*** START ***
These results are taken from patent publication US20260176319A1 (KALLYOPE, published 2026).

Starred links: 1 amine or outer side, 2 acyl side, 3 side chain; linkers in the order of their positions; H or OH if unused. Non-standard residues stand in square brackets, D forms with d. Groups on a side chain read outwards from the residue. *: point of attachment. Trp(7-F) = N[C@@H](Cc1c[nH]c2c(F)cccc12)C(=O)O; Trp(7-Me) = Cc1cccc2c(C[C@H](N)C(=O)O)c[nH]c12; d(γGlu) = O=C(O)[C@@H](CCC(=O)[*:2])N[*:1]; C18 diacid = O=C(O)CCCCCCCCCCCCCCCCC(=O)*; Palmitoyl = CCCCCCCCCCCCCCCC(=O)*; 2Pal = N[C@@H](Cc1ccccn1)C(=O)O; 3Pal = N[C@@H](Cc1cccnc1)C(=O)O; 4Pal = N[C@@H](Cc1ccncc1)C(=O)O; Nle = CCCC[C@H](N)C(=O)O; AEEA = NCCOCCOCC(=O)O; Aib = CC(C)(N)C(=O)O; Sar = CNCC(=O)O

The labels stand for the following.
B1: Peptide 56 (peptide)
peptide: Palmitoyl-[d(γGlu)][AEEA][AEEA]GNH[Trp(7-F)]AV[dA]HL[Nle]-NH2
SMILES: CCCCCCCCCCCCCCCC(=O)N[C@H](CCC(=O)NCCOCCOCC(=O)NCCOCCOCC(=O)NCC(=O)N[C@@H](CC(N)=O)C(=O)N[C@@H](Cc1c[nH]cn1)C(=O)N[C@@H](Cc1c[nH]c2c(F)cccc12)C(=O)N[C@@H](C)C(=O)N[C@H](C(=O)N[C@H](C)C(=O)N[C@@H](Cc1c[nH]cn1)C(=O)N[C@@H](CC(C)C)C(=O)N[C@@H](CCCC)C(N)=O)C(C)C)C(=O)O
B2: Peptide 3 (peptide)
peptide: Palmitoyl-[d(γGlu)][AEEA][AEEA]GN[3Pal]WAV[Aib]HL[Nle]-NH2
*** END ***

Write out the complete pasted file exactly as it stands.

These results are taken from patent publication US20260176319A1 (KALLYOPE, published 2026).

Starred links: 1 amine or outer side, 2 acyl side, 3 side chain; linkers in the order of their positions; H or OH if unused. Non-standard residues stand in square brackets, D forms with d. Groups on a side chain read outwards from the residue. *: point of attachment. Trp(7-F) = N[C@@H](Cc1c[nH]c2c(F)cccc12)C(=O)O; Trp(7-Me) = Cc1cccc2c(C[C@H](N)C(=O)O)c[nH]c12; d(γGlu) = O=C(O)[C@@H](CCC(=O)[*:2])N[*:1]; C18 diacid = O=C(O)CCCCCCCCCCCCCCCCC(=O)*; Palmitoyl = CCCCCCCCCCCCCCCC(=O)*; 2Pal = N[C@@H](Cc1ccccn1)C(=O)O; 3Pal = N[C@@H](Cc1cccnc1)C(=O)O; 4Pal = N[C@@H](Cc1ccncc1)C(=O)O; Nle = CCCC[C@H](N)C(=O)O; AEEA = NCCOCCOCC(=O)O; Aib = CC(C)(N)C(=O)O; Sar = CNCC(=O)O

The labels stand for the following.
B1: Peptide 56 (peptide)
peptide: Palmitoyl-[d(γGlu)][AEEA][AEEA]GNH[Trp(7-F)]AV[dA]HL[Nle]-NH2
SMILES: CCCCCCCCCCCCCCCC(=O)N[C@H](CCC(=O)NCCOCCOCC(=O)NCCOCCOCC(=O)NCC(=O)N[C@@H](CC(N)=O)C(=O)N[C@@H](Cc1c[nH]cn1)C(=O)N[C@@H](Cc1c[nH]c2c(F)cccc12)C(=O)N[C@@H](C)C(=O)N[C@H](C(=O)N[C@H](C)C(=O)N[C@@H](Cc1c[nH]cn1)C(=O)N[C@@H](CC(C)C)C(=O)N[C@@H](CCCC)C(N)=O)C(C)C)C(=O)O
B2: Peptide 3 (peptide)
peptide: Palmitoyl-[d(γGlu)][AEEA][AEEA]GN[3Pal]WAV[Aib]HL[Nle]-NH2